In the Greco-Roman world, in contrast to the Jewish aversion, dogs were common pets. And in the koinē Greek language there are two words for “dog”: kuōn (the dirty, mangy, flea-infested scavenger; thus derogatory, Matt. 7:6; Phil. 3:2), and kunarion (a house dog, pet, or puppy; thus endearing). The latter is used in our current text (Matt. 15:26, 27; Mark 7:27, 28). Jesus is talking to a Greek woman of Syro-Phoenician birth, for whom this comparison would not be culturally offensive. Moreover, there is no Aramaic equivalent to the Greek kunarion, which suggests that the Lord is conversing with this woman in her native tongue and mindful of local conventions – far from being unconcerned, disdainful, or insensitive.
A further point of clarification is that Jesus is speaking proverbially. The allusion to a “little dog” is no more literal than the metaphoric use of “children,” “bread,” or “table.” None of these images should be stretched beyond its original intent. Earlier in the conversation the people of Israel are likened to “sheep” (Matt. 15:24). Although sheep are among the dumbest and most helpless animals on earth, I am unaware of any Jewish person ever taking offense at this comparison.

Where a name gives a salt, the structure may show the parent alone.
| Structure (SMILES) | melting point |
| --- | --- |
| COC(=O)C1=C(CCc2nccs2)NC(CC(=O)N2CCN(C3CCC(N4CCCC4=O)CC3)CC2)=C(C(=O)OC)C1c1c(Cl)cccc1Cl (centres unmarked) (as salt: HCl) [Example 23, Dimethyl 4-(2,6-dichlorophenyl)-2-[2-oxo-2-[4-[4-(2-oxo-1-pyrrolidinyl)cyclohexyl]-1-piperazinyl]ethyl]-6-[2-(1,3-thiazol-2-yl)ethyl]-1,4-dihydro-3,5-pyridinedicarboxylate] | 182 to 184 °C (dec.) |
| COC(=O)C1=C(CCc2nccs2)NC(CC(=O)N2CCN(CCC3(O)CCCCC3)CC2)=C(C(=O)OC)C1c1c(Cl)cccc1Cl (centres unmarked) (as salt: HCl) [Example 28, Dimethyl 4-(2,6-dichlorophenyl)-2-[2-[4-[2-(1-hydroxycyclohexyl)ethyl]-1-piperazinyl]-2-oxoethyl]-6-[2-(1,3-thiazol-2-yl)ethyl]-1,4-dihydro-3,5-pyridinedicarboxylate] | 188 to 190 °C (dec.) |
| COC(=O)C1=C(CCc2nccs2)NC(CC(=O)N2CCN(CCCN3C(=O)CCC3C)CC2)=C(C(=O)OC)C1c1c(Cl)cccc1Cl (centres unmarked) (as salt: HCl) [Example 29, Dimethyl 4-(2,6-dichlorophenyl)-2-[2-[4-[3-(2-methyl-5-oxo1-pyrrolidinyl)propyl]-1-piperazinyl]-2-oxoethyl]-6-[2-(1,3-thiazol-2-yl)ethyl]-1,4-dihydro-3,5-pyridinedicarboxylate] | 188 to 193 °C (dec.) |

Making Sense of It All
If the Lord were testing this woman’s faith, she passed with flying colors! “Then Jesus answered and said to her, ‘O woman, great is your faith! Let it be to you as you desire.’ And her daughter was healed from that very hour” (Matt. 15:28). Nevertheless, this thought-provoking conversation was surely more than a mere test of one person’s faith. Jesus was teaching a lesson, and not just to this frantic mother, but especially to his on-looking disciples who regularly struggled with their faith.
Notice he describes this woman as having “great” faith. Only one other time in the Gospel narratives does Jesus refer to a person of “great faith,” which interestingly is not an immediate disciple or even an ethnic Jew, but another Gentile (Matt. 8:10). In comparison, the Lord repeatedly rebuked his own followers because of their “little faith” (Matt. 6:30; 8:26; 14:31; 16:8; Luke 7:9; 12:28) and on one occasion, “no faith” (Mark 4:40).
What was it about this woman’s faith that made it “great”? Here are some observations that might be helpful in our journey of faith:
§ A Great Faith is a Bold Faith. This woman took initiative, “came” to Jesus and “cried out” to him (Matt. 15:22a). Any apprehensions she may have had as a woman, a Gentile, or a stranger were overshadowed by a faith that compelled her to act without reservation. She confronted her fears and cultural taboos with a robust faith that drove her to Christ.